A New Look at Lighting
by Mike Lu
It is often said that we do not appreciate what we have until it’s gone. The adage seems fitting when it comes to lighting – reliable and pervasive, luminaires once installed are then forgotten for the next 20 years. Lighting is simple and works, most of the time. About the only time lighting enters our mind is when there is a burnt-out or faulty lamp.
The advent of solid-state lighting (SSL) is breathing new life and opportunity into that staid landscape. The initial focus has been the energy-saving potential of light-emitting diodes (LEDs). More recently, the “connected” nature of both lamps and luminaires is allowing a new degree of control over the built environment. It has propelled lighting to the forefront of another revolution known as the Internet of things (IoT).
The Society for Information Display (SID) has long recognized the interest in lighting among its members. Lighting has been a special topic at Display Week for several years running. Moreover, SID entered into a friendship agreement with the Illuminating Engineering Society of North America (IESNA) last year. Very broadly speaking, both display and lighting are about the generation of light and its subsequent manipulation. More specifically, we have seen the LED-powered backlight units for liquid-crystal displays (LCDs) morph into edge-lit flat panels for illumination and organic light-emitting diodes (OLEDs) designed for emissive displays enabling both white and color tunable panels for lighting. While improvements in both LED and OLED performance remain a hotly pursued topic, finding new applications for connected lighting draws ever more companies, large and small, into this renewed enterprise.
This issue highlights another emerging and major trend in lighting research, the impact of lighting on health. Dr. Jennifer Veitch from the National Research Council of Canada has contributed an article for this special topic with an overview of the medical research centered on intrinsically photosensitive retinal ganglion cells (ipRGCs). These cells are a separate class of photoreceptors, different from the retinal rods and cones responsible for vision. Reports of a fifth opsin or photosensitive material in the retina, melanopsin, began to appear as early as 1998.1 Evidence clearly linking this opsin, the ipRGCs, and sleep, as well as potentially other biological regulatory functions with light, began appearing
shortly thereafter in 2002.2 A flurry of activity has ensued as the anatomical and physiological links from the ipRGCs to the super-chiasmatic nuclei were established, and with these discoveries a mechanism for light to regulate the human circadian rhythm, including levels of melatonin.3 Blue light at night has been shown to suppress melatonin secretion, which can lead to sleep disorders, and there are even suggestions in the literature that this may be related to a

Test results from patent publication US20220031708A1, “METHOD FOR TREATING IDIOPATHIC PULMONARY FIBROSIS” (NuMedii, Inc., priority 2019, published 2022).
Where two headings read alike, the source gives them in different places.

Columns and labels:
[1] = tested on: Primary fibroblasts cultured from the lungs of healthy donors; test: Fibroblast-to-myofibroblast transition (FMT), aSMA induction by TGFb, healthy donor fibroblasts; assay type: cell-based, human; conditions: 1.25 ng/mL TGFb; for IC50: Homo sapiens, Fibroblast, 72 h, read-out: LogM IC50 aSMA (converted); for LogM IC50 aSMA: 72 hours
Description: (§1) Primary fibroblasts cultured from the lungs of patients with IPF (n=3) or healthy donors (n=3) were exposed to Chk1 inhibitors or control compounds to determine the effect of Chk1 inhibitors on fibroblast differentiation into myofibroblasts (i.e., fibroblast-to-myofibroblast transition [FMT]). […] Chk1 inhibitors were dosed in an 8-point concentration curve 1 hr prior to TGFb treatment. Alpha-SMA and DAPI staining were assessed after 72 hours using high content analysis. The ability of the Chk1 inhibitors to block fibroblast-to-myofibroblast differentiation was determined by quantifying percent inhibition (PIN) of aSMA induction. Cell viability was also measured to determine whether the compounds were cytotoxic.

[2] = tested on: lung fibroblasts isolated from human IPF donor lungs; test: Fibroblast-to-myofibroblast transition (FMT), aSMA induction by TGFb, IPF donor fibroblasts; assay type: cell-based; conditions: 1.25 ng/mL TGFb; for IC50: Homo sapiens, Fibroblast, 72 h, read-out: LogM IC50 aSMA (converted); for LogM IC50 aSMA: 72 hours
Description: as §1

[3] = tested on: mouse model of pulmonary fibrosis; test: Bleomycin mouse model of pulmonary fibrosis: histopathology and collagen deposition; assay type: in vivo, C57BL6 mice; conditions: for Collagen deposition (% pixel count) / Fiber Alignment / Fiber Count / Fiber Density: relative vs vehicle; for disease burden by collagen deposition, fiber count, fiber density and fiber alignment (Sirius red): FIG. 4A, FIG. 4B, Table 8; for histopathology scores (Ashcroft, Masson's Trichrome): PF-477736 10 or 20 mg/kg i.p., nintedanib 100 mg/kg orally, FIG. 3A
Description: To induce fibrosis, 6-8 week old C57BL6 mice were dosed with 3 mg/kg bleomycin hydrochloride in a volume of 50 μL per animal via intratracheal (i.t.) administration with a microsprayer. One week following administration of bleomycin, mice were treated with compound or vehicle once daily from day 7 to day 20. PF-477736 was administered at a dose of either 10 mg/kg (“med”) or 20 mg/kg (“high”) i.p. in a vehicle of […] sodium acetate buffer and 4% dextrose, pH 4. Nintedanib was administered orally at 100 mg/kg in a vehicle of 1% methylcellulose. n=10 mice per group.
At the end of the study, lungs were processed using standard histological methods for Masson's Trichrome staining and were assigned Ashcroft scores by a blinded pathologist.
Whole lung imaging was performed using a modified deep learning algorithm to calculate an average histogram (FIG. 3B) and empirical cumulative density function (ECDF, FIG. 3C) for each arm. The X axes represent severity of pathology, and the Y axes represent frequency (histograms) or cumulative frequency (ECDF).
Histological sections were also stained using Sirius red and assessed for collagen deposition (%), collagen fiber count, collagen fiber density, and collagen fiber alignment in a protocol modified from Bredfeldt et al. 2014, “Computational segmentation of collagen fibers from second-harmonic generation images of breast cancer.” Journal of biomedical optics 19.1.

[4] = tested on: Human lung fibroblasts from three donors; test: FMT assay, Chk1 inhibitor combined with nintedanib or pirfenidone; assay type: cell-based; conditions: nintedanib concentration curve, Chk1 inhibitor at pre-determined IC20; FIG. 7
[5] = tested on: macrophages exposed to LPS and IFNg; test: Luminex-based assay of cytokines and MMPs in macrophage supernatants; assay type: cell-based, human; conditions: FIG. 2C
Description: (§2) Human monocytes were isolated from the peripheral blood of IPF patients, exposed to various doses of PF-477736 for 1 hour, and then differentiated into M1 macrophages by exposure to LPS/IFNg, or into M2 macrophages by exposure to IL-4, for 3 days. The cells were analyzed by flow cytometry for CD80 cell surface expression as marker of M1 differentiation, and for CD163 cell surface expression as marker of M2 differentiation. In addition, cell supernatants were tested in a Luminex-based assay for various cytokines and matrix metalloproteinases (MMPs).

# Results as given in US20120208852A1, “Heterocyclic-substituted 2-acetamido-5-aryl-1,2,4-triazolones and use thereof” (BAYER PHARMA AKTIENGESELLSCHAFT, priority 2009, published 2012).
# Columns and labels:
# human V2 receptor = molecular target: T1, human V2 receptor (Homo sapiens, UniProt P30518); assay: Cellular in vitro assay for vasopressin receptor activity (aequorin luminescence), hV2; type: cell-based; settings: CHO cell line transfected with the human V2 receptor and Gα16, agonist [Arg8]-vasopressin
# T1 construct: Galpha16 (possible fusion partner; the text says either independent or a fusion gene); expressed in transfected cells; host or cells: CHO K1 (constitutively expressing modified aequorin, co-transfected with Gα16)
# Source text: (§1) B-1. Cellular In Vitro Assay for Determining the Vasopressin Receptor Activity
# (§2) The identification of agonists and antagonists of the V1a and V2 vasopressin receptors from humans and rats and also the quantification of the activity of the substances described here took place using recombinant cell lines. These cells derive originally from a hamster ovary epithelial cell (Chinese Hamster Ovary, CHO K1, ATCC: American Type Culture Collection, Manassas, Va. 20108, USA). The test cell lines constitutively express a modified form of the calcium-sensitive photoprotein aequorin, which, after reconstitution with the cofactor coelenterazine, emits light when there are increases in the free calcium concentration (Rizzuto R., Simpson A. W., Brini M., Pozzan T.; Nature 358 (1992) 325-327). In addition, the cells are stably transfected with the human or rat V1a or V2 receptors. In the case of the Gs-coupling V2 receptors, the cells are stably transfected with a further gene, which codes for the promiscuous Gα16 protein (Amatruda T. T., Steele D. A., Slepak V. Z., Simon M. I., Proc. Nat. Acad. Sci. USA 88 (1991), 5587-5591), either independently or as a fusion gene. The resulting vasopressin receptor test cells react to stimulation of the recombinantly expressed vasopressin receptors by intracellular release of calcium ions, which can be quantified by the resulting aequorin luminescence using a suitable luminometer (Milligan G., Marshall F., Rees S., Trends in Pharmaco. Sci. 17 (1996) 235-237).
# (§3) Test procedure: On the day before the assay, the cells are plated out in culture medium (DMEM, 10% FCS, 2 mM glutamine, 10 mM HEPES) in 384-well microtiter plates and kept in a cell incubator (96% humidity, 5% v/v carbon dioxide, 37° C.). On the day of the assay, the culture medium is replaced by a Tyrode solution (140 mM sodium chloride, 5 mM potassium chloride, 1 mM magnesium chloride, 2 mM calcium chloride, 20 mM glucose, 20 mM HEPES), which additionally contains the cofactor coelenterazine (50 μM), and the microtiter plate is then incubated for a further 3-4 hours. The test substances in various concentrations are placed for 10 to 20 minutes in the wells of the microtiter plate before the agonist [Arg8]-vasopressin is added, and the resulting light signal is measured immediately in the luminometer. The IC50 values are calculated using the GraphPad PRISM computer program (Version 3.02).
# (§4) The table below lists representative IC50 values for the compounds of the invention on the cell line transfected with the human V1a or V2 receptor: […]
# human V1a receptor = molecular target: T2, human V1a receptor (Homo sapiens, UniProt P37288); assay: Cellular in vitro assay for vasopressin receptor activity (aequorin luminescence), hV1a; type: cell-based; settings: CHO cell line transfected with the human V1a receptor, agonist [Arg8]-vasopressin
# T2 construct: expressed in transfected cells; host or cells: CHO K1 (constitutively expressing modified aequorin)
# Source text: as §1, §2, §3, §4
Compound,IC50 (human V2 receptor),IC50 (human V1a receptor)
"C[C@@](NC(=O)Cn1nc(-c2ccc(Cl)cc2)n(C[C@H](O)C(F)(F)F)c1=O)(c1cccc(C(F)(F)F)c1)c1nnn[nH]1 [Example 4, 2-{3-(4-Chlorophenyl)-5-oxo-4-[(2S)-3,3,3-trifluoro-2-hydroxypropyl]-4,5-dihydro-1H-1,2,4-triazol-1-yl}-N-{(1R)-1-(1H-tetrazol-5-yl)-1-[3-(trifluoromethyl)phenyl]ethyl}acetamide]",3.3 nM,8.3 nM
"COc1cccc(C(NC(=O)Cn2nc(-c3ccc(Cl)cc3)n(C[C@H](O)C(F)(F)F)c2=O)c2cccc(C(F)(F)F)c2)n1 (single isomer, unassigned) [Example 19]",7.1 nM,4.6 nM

higher incidence of breast cancer.4
Reducing the putative hazards posed by blue-light exposure at night or during inappropriate times within an individual’s diurnal cycle was the key motivation behind the work described in the second lighting article, by Professor Jou et al. from the National Tsing Hua University in Taiwan. His group has made candle-like (CCT <2000K) OLEDs with minimal blue spectral content. Unlike typical OLED lighting panels with red, green, and blue emitters, these candle-like OLEDs employ four, five, or even six emitters to best approximate the continuous spectrum of a black-body radiator of low correlated color temperatures.
Dr. Veitch’s article further provides actionable advice – as useful as it is rare from an academician! There are gems for both luminaire manufacturers and ordinary consumers of light – everyone in the civilized word. Much of the research is on-going, but all signs indicate that in the not too
distant future, we will develop a new appreciation for the value of lighting, not because it has stopped working, but rather due to its additional functionalities, which include making us healthier, more energized, and more productive.
1I. Provencio et al., “Melanopsin: An opsin in melanophores, brain, and eye,” Proc. Natl. Acad. Sci. 95, 340–345, (1998).
2M. Barinaga, “News Focus: How the Brain’s Clock Gets Daily Enlightenment,” Science 295, 955–957 (2002); S. Hattar et al., “Melanopsin-containing retinal ganglion cells: architecture, projections, and intrinsic photosensitivity,” Science 295, 1065–1070 (2002); D. M. Berson, F. A. Dunn, and M. Takao, “Phototransduction by retinal ganglion cells that set the circadian clock,” Science 295, 1070–1073 (2002).
3M. S. Rea et al., “A model of phototransiduction by the human circadian system,” Brain Res. Rev. 50, 213–228 (2005) and M. G. Figueira, A. Bierman, and M. S. Rea, “Retinal mechanisms determine the subadditive response to polychromatic light by
the human dircadian system,” Neuroscience Lett. 438, 242–245 (2008).
4R. G. Stevens et al., “Breast cancer and circadian disruption from electric lighting in the modern
world,” CA Cancer J. Clin. 64, 207–218 (2014).